The Belgian designer Nico Taeymans has a lot of stories to tell: The one about the boy who grew up in the port district of Antwerp and who always dreamt of being an artist. Or one of his many jewelry stories of which each one is as different as his collections.
A woman is seated – her back facing the viewers – in the dark. If you click on her body, she rises and a door to a room, bathed in light, opens at the end of the dark room. She approaches the light with steady step. This is the intro to the homepage by the Belgian artist Nico Taeymans; it also reflects how people respond to his jewelry lines. The Antwerp-based artist develops at least five different collections each year, along with objects made of tin or hand-forged silver. It therefore does take some time to cast light into the dark of this manifold variety.
A self-taught career
Nico Taeymans is a multi-faceted artist. In Flanders, his jewelry has been renowned for years: timeless pieces in silver, sparkling fashion collections, personal wedding rings and special designs in gold. A more unfamiliar, but no less unique, facet of his work are his objects in wood, silver and pewter. His recently published, lushly illustrated book “Jewellery and other stories” offers a survey of his work from the early years up to now. Everything started with the fact that it was Nico Taeymans’, born in 1957, greatest wish to become an artist. His education in fine arts started at the St. Lucas Academy in Antwerp; later on, he got a job as an apprentice with a jeweler in the Antwerp diamond district. Evening courses at the Technicum and the Stedelijke Instituut voor Handel en Ambachten (urban institute for trade and crafts) in Antwerp followed. Until today, Nico Taeymans never stopped taking courses to specialize in certain techniques like enamel work, engraving or Mokumé Gane.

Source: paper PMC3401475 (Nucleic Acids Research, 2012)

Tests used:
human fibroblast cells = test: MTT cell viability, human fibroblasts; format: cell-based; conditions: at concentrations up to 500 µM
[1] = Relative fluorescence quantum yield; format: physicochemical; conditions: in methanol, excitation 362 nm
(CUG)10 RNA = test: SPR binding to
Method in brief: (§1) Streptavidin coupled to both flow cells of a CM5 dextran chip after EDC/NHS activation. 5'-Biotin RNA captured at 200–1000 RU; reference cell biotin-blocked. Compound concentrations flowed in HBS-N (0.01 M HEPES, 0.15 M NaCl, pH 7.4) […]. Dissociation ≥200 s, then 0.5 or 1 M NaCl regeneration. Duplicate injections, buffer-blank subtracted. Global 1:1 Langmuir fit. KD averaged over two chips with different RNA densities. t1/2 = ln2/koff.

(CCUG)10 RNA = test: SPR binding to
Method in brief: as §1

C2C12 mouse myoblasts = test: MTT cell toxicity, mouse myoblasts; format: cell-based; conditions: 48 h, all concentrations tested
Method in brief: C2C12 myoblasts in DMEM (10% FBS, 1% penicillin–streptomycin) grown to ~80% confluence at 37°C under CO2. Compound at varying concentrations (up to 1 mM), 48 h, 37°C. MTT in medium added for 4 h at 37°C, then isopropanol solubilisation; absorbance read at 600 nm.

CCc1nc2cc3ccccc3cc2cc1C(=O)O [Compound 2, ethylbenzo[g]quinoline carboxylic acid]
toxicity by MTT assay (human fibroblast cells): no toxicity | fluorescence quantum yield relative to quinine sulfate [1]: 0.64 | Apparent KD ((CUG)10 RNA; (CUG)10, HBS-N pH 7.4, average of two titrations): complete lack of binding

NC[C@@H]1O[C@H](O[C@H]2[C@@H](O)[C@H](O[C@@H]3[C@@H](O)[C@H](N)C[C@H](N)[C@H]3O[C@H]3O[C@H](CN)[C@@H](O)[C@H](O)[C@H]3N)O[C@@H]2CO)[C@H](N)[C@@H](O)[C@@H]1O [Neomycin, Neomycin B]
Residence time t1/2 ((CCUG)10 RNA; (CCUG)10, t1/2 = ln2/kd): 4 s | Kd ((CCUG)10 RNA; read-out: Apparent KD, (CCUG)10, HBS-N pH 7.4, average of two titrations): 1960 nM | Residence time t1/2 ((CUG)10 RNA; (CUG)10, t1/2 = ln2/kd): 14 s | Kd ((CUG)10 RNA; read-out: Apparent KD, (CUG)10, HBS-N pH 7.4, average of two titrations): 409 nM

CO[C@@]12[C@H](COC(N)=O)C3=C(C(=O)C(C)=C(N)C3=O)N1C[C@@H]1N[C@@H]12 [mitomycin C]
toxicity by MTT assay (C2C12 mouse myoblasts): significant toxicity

Whereas he initially only exhibited and sold sculptures and objects in wood, he soon introduced jewelry made of wood, gold and gemstones. Based on experiments with various materials, tin and silver gradually became the most important resources for the two major collections: one for fashion jewelry and one for silver jewelry. At the same time, the self-made man developed exclusive wedding rings and timeless pieces in gold. Diamonds and (semi)precious stones have also gradually become more important, even taking the leading role in a few special series of colorful necklaces.
The volume and the diversity of these three collections (fashion, silver and gold) clearly show that Nico Taeymans wants to express himself in different domains. In the same way, the urge for designing and sculpting larger objects has never left him. It results in decorative tableware, handmade cutlery and playful household accessories. Because each piece of jewelry is made by hand, each of Nico Taeymans’ 20 employees feels very involved in his creations. In this context, the design of each collection is always a long process, over the course of which the individual ideas and their possible implementation must grow and mature slowly. The Belgian national, whose work cannot be forced into any distinct genre, approaches his work in an emotional and sociable manner. Feedback from his employees, colleagues and customers is extremely important to him. This is why he summarizes: “Each piece must breathe, carrying within it the mark of its creator. For me designing is having a dialogue with the outside world. I would not be very successful on a desert island.”